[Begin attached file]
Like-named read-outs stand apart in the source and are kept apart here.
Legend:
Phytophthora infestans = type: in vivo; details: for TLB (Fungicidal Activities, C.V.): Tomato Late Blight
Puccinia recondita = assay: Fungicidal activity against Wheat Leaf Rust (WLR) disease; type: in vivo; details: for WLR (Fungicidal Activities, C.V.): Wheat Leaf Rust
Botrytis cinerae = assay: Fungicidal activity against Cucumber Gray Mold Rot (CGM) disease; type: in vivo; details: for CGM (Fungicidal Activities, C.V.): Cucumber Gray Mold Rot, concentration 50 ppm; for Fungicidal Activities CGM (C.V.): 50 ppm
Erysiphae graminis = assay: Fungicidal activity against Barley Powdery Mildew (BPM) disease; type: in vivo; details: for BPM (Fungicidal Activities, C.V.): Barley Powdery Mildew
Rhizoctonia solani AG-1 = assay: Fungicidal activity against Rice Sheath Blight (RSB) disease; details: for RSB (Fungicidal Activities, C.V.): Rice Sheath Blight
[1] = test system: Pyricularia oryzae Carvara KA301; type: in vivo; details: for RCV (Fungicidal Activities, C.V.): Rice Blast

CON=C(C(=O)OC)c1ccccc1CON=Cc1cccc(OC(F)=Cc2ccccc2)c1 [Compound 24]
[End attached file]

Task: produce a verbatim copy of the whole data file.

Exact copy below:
Like-named read-outs stand apart in the source and are kept apart here.
Legend:
Phytophthora infestans = type: in vivo; details: for TLB (Fungicidal Activities, C.V.): Tomato Late Blight
Puccinia recondita = assay: Fungicidal activity against Wheat Leaf Rust (WLR) disease; type: in vivo; details: for WLR (Fungicidal Activities, C.V.): Wheat Leaf Rust
Botrytis cinerae = assay: Fungicidal activity against Cucumber Gray Mold Rot (CGM) disease; type: in vivo; details: for CGM (Fungicidal Activities, C.V.): Cucumber Gray Mold Rot, concentration 50 ppm; for Fungicidal Activities CGM (C.V.): 50 ppm
Erysiphae graminis = assay: Fungicidal activity against Barley Powdery Mildew (BPM) disease; type: in vivo; details: for BPM (Fungicidal Activities, C.V.): Barley Powdery Mildew
Rhizoctonia solani AG-1 = assay: Fungicidal activity against Rice Sheath Blight (RSB) disease; details: for RSB (Fungicidal Activities, C.V.): Rice Sheath Blight
[1] = test system: Pyricularia oryzae Carvara KA301; type: in vivo; details: for RCV (Fungicidal Activities, C.V.): Rice Blast

CON=C(C(=O)OC)c1ccccc1CON=Cc1cccc(OC(F)=Cc2ccccc2)c1 [Compound 24]